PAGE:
Third and fourth places in the ranking go to Lib Dem and Labour MPs who have also tabled dozens of contradictory and frivolous amendments in their own bids to wreck the Bill and rounding off the top 5 is perhaps a surprise entry – the UKIP leader Nigel Farage MEP.
In last weekend’s Mail on Sunday, Farage encouraged MPs to back Adam Afriyie’s dangerous amendments, further increasing the chances of splits among those backing the Bill and it running out of parliamentary time. It presumably hasn’t escaped Farage’s notice that, if a Referendum Act is passed, the EU issue would effectively be neutralised at the next general election.
Nick Clegg makes an appearance at Number 6 for now infamously pledging to back an ‘in-out’ EU referendum at the time the Lisbon Treaty was being debated but, today, refusing to support this Bill. And squeezing into the top ten are the two MPs Barry Sheerman and Jim Dowd, who have backed a range of the bizarre, perverse and frivolous amendments tabled by others higher up the ranking.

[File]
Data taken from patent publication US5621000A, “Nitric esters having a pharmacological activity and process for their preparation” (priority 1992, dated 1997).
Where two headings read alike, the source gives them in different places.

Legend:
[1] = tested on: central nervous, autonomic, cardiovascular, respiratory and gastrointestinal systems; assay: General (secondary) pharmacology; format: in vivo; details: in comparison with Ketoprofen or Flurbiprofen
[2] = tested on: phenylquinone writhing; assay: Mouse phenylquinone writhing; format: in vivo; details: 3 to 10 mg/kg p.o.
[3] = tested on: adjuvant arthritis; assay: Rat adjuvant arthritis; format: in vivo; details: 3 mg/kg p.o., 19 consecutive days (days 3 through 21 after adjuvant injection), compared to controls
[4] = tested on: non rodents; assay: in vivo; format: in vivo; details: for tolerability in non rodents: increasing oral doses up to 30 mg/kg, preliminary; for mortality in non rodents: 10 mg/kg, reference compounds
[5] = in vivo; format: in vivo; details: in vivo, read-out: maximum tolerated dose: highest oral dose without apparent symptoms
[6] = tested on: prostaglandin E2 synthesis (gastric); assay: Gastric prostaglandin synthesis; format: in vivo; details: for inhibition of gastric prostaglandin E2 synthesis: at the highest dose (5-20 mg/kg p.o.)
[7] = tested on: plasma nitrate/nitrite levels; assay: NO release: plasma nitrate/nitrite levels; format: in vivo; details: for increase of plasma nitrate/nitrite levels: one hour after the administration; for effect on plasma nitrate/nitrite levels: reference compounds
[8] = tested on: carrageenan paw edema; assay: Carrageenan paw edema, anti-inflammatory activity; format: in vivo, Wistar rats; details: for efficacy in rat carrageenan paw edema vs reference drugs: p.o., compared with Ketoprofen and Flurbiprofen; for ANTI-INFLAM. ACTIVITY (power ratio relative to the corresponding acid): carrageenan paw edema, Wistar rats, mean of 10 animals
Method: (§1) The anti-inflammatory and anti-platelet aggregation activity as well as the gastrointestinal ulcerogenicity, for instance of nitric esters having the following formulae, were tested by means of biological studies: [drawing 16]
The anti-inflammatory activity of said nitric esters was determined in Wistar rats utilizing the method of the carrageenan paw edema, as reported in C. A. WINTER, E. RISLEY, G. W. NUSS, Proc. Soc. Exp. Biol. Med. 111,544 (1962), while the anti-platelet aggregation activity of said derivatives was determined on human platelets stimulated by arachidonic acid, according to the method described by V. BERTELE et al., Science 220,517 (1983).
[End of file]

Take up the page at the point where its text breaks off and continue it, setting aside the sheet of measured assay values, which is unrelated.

The current prospective blame list totals 37 individuals who, from No.9 onwards, comprise the Labour MPs voting back in July to block a Closure Motion in a bid to talk out the Bill at its Second Reading
Fourteen of the MPs in the current ranking are in marginal constituencies, which means the final version of this league table will closely inform our decisions on which seats the People’s Pledge will target for personalised constituency campaigns between now and the next general election, highlighting how MPs have behaved on an EU referendum.
The question that politicians who’ll be voting on this Bill over the coming weeks now need to ask themselves is: Who wants to be stuck at the top of this list, if the EU Referendum Bill music stops playing?
That league table in full:
The EU Referendum Bill’s ‘Most Un-Wanted’
1. Adam Afriyie MP (Con, Windsor, Maj: 19,054)